On a fallacy that people often commit to accuse the police of racism

After the death of Laquan McDonald (which for what it’s worth strikes me as being murder pure and simple, but this has no bearing on what I’m going to be talking about), the Mayor of Chicago created a task force, with the job of scrutinizing the practices of the city’s police department. The task force released its report a few months ago and, brace yourself, it concluded that Chicago Police Department was plagued with racism. The media, both local and national, from the Chicago Tribune to the New York Times, reported that conclusion uncritically. But I have read the relevant section of the report and, of course, it doesn’t demonstrate anything of the sort. As every report of that sort, it has absolutely no scientific worth, but is just a political document whose only purpose is to placate the populace and prevent riots.
I want to focus on a particular fallacy that the authors of that report committed, because it’s one of the most common fallacies that people use to conclude that racism is rampant in law enforcement. (For instance, it can also be found in the Department of Justice’s report on Ferguson Police Department, which was released after the death of Michael Brown.) Moreover, I think it’s also interesting from a purely logical/statistical point of view, if you’re into that kind of things. Finally, it illustrates very nicely how the lack of political diversity in social science can result in bad consequences, such as systematic error.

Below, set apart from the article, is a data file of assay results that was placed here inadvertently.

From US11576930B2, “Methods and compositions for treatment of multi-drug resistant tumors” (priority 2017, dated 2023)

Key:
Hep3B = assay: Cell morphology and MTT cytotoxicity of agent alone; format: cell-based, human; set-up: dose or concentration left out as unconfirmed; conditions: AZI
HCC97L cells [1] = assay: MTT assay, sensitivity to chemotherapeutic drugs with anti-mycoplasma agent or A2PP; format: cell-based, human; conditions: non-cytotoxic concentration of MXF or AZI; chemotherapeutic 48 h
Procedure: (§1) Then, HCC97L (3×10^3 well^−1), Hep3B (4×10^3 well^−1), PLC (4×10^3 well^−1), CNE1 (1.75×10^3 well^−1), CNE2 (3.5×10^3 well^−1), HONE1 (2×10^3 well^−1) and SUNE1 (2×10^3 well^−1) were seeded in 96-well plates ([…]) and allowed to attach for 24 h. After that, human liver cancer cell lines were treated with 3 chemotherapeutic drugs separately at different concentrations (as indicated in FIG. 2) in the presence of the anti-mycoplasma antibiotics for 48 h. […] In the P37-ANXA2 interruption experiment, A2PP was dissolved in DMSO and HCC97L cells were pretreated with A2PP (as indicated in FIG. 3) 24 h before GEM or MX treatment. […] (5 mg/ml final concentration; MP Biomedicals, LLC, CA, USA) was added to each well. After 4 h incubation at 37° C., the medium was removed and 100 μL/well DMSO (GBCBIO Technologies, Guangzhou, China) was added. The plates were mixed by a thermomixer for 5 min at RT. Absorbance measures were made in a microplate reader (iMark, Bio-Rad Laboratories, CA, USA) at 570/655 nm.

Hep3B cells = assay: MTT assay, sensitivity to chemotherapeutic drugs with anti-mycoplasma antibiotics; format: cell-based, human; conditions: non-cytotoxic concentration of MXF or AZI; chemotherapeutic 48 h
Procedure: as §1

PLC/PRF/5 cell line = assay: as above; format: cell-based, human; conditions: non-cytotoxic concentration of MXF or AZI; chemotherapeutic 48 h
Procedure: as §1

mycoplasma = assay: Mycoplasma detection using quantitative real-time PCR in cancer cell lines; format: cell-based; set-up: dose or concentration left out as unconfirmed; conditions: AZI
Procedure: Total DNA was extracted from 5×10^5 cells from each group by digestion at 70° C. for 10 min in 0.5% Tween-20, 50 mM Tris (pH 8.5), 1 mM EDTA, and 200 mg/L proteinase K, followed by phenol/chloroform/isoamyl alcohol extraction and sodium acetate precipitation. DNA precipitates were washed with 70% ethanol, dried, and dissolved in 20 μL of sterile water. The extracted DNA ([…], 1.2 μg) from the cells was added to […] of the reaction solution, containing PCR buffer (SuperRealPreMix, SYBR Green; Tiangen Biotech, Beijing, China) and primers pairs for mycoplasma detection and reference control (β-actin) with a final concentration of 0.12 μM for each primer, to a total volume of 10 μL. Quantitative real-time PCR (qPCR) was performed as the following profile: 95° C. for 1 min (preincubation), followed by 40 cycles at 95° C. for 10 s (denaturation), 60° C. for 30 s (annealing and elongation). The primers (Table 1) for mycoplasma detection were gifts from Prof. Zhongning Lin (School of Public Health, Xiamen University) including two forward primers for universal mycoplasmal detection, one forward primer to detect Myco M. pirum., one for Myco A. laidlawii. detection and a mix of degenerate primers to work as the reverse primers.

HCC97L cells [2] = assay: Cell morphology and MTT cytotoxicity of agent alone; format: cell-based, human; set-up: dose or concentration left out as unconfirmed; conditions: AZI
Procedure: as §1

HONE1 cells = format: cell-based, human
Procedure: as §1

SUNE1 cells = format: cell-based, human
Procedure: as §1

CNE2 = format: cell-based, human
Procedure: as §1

The argument is nicely summarized in this article, which was published in the New York Times in 2001, showing that it’s a fallacy with a long history:
It is no longer news that racial profiling occurs; study after study over the past five years has confirmed that police disproportionately stop and search minorities. What is news, but has received virtually no attention, is that the studies also show that even on its own terms, racial profiling doesn’t work.